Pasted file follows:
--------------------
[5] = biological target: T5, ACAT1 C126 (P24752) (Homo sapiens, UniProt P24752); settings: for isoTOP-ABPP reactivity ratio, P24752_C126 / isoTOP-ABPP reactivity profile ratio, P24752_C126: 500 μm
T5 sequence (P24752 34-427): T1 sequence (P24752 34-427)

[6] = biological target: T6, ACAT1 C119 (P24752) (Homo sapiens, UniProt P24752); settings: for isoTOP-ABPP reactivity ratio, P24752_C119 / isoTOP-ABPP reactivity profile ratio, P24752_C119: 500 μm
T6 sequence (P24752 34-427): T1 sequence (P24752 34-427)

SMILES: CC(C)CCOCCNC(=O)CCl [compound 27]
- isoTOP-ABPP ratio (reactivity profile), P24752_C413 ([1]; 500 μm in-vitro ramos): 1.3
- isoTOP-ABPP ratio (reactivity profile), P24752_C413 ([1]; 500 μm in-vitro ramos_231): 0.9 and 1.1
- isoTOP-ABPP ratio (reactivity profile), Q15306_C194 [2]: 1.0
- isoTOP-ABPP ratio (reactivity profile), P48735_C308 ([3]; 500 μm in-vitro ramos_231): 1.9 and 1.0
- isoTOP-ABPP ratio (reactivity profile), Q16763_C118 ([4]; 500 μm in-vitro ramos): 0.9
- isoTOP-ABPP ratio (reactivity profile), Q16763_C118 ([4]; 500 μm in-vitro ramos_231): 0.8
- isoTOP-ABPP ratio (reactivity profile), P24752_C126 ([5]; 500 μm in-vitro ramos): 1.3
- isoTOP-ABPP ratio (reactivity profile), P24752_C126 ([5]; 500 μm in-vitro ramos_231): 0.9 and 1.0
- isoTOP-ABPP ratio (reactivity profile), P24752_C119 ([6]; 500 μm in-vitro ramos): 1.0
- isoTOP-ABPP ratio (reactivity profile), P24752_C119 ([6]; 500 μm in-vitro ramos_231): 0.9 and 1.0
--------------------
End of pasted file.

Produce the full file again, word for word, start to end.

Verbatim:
[5] = biological target: T5, ACAT1 C126 (P24752) (Homo sapiens, UniProt P24752); settings: for isoTOP-ABPP reactivity ratio, P24752_C126 / isoTOP-ABPP reactivity profile ratio, P24752_C126: 500 μm
T5 sequence (P24752 34-427): T1 sequence (P24752 34-427)

[6] = biological target: T6, ACAT1 C119 (P24752) (Homo sapiens, UniProt P24752); settings: for isoTOP-ABPP reactivity ratio, P24752_C119 / isoTOP-ABPP reactivity profile ratio, P24752_C119: 500 μm
T6 sequence (P24752 34-427): T1 sequence (P24752 34-427)

SMILES: CC(C)CCOCCNC(=O)CCl [compound 27]
- isoTOP-ABPP ratio (reactivity profile), P24752_C413 ([1]; 500 μm in-vitro ramos): 1.3
- isoTOP-ABPP ratio (reactivity profile), P24752_C413 ([1]; 500 μm in-vitro ramos_231): 0.9 and 1.1
- isoTOP-ABPP ratio (reactivity profile), Q15306_C194 [2]: 1.0
- isoTOP-ABPP ratio (reactivity profile), P48735_C308 ([3]; 500 μm in-vitro ramos_231): 1.9 and 1.0
- isoTOP-ABPP ratio (reactivity profile), Q16763_C118 ([4]; 500 μm in-vitro ramos): 0.9
- isoTOP-ABPP ratio (reactivity profile), Q16763_C118 ([4]; 500 μm in-vitro ramos_231): 0.8
- isoTOP-ABPP ratio (reactivity profile), P24752_C126 ([5]; 500 μm in-vitro ramos): 1.3
- isoTOP-ABPP ratio (reactivity profile), P24752_C126 ([5]; 500 μm in-vitro ramos_231): 0.9 and 1.0
- isoTOP-ABPP ratio (reactivity profile), P24752_C119 ([6]; 500 μm in-vitro ramos): 1.0
- isoTOP-ABPP ratio (reactivity profile), P24752_C119 ([6]; 500 μm in-vitro ramos_231): 0.9 and 1.0